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From The Belfast News-Letter (Belfast, Ireland), Tuesday, November 8, 1881; Issue 20697.

LAST evening, at the Ulster Hall, there commenced what promises and deserves to be a highly successful engagement. "H.M.S. Pinafore" was represented by Mr. D'Oyly Carte's splendid opera company, and, after a lapse of some twelve months, was enthusiastically welcomed. This favourite opera is now in its third representation here, and is looked upon as an old friend. It still retains its attractions in spite of the brilliancy of the more recent of Messrs. Gilbert and Sullivan's productions. Indeed, out of a comparison with "Patience," or the "Pirates of Penzance," the nautical opera must come with flying colours.

It would be difficult to decide in which of the works the quiet humour that makes them so charming is most apparent. Whether the situation of the Slave of Duty in the "Pirates of Penzance," warning the pirate King that in half an hour he would exterminate the crew, or Patience exhibiting such intense unselfishness as to refuse the hand of her Reginald so long as be remained in the least degree interesting to the rapturous maidens, is more ludicrous than the idea conveyed by Josephine of the First Lord of the Admiralty teaching her father to dance a hornpipe on the cabin table could scarcely be determined. The same humour pervades the entire of the three plays, but in "Pinafore," perhaps, it is more incongruous, more understood, and less expressed than in the other two operas. "Pinafore," too, has the charm especially of being appreciated by all classes equally, and of presenting a wonderfully attractive picture of what can easily be considered compatible in nautical life.

The company last evening was selected with the care usually displayed by Mr. D'Oyly Carte, and was the strongest that has yet performed "Pinafore" in Belfast. The important part of Captain Corcoran was filled by Mr. F. Cook in a manner deserving of the highest praise. In appearance and manner Mr. Cook admirably suited the character, and his cultured baritone made the various items in which he took part highly enjoyable. From the conclusion of his opening song to the drop of the curtain his singing was warmly applauded, and in many instances encored. The pretty serenade, "Fair moon, to thee I sing," was given with delightful tenderness and purity of tone; and the famous "Merry Maiden" duet between the captain and Dick Deadeye had to be twice repeated before the demands of the audience were satisfied.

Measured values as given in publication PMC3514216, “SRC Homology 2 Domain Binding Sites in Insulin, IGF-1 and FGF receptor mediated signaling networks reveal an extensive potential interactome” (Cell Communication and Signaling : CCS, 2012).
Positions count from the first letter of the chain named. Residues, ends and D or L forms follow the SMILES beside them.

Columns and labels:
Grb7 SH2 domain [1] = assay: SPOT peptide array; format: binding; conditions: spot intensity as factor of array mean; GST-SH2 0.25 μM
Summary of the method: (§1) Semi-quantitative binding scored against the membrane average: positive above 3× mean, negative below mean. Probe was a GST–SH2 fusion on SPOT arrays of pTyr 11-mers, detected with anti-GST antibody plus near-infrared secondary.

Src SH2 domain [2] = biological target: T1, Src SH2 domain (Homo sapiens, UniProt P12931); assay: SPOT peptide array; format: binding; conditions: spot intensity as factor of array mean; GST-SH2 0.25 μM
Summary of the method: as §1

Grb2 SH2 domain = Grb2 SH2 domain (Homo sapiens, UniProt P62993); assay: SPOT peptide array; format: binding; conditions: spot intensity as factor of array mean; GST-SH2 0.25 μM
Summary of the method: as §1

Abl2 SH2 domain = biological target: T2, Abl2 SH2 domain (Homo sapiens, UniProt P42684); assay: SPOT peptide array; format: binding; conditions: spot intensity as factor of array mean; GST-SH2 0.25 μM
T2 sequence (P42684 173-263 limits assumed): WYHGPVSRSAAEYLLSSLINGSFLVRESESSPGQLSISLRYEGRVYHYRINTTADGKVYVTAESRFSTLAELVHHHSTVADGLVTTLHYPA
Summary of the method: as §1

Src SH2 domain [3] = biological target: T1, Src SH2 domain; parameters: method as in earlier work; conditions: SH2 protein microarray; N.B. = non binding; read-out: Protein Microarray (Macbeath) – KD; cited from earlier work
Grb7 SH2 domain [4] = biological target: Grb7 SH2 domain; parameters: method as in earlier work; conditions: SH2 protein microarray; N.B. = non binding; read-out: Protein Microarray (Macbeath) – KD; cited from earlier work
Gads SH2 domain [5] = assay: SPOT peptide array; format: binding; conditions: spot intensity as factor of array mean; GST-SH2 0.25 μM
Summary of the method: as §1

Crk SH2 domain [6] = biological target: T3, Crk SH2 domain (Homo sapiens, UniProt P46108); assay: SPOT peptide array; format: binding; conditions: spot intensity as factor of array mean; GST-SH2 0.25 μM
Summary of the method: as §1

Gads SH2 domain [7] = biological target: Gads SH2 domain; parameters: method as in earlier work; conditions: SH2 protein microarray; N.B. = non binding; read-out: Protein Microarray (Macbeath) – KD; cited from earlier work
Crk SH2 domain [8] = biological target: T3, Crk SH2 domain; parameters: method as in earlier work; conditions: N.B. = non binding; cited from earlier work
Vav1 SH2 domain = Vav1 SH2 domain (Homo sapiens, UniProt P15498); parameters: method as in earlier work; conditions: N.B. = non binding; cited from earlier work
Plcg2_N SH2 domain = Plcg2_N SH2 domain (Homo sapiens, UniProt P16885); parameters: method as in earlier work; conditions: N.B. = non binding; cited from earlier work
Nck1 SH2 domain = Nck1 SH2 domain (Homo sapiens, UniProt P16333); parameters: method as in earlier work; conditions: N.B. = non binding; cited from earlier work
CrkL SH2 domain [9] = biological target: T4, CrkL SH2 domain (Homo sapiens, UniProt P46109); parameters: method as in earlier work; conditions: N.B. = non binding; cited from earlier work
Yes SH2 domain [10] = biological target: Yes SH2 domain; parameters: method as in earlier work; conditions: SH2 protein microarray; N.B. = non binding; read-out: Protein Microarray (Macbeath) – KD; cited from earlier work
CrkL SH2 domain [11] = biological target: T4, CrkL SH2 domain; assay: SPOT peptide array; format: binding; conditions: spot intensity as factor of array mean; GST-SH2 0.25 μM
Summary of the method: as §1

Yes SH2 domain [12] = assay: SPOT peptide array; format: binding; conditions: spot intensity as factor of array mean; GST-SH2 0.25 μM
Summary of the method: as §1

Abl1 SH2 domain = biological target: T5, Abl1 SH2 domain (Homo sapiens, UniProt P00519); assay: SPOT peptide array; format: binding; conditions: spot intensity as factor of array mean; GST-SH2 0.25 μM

In the triangular seaman Mr. Fred Billington was recognised as an old favourite, while Messrs. Lackner and C. M. Blythe filled their original parts of the boatswain's mate and carpenter's mate respectively in their inimitable style. "The British Tar," a trio between the two latter and Ralph Rackstraw, was highly effective, but in the choruses with the female voices the voice of the latter scarcely blended perfectly. The part, however, was taken for the evening by Mr. Le Hay, who was cast as Sir Joseph Porter, owing to the indisposition of Mr. Leumane. All the necessary dignity of demeanour in Sir Joseph was capitally maintained by the study of the part.

No better choice could have been made than of Miss Marion Grahame as Josephine. Her voice is one susceptible of treating with the required sympathy the music assigned to the part. Miss Bessie Armytage as Little Buttercup deserves more than a word of praise. The finest balance was observable in the chorus, and the different effects were well brought out.

"Pinafore" will be presented this and to-morrow evenings, and on the three following evenings "The Sorcerer" will be produced. The opera will be preceded by Mr. Alfred Cellier's musical burletta, "In the Sulks."

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